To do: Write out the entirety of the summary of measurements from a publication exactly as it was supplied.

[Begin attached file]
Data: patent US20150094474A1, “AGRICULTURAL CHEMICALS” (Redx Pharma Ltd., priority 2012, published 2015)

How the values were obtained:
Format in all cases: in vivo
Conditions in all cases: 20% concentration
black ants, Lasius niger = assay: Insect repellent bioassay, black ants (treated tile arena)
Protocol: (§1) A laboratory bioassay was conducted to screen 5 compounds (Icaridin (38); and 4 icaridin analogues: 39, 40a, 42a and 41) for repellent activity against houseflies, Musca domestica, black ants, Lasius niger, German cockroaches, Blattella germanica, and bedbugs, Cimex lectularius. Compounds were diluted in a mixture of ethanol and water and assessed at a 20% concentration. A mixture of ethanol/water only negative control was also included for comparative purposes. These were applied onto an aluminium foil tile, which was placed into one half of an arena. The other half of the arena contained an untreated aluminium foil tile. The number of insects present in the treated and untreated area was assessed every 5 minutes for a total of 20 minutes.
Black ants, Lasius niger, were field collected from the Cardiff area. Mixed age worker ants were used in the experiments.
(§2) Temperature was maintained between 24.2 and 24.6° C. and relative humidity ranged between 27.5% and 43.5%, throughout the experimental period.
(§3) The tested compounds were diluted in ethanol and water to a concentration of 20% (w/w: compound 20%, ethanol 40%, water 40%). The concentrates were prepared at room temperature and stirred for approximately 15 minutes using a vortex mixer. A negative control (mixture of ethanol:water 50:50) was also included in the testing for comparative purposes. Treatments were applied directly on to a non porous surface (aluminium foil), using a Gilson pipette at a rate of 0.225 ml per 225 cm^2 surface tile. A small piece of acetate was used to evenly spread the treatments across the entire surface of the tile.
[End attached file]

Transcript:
Data: patent US20150094474A1, “AGRICULTURAL CHEMICALS” (Redx Pharma Ltd., priority 2012, published 2015)

How the values were obtained:
Format in all cases: in vivo
Conditions in all cases: 20% concentration
black ants, Lasius niger = assay: Insect repellent bioassay, black ants (treated tile arena)
Protocol: (§1) A laboratory bioassay was conducted to screen 5 compounds (Icaridin (38); and 4 icaridin analogues: 39, 40a, 42a and 41) for repellent activity against houseflies, Musca domestica, black ants, Lasius niger, German cockroaches, Blattella germanica, and bedbugs, Cimex lectularius. Compounds were diluted in a mixture of ethanol and water and assessed at a 20% concentration. A mixture of ethanol/water only negative control was also included for comparative purposes. These were applied onto an aluminium foil tile, which was placed into one half of an arena. The other half of the arena contained an untreated aluminium foil tile. The number of insects present in the treated and untreated area was assessed every 5 minutes for a total of 20 minutes.
Black ants, Lasius niger, were field collected from the Cardiff area. Mixed age worker ants were used in the experiments.
(§2) Temperature was maintained between 24.2 and 24.6° C. and relative humidity ranged between 27.5% and 43.5%, throughout the experimental period.
(§3) The tested compounds were diluted in ethanol and water to a concentration of 20% (w/w: compound 20%, ethanol 40%, water 40%). The concentrates were prepared at room temperature and stirred for approximately 15 minutes using a vortex mixer. A negative control (mixture of ethanol:water 50:50) was also included in the testing for comparative purposes. Treatments were applied directly on to a non porous surface (aluminium foil), using a Gilson pipette at a rate of 0.225 ml per 225 cm^2 surface tile. A small piece of acetate was used to evenly spread the treatments across the entire surface of the tile.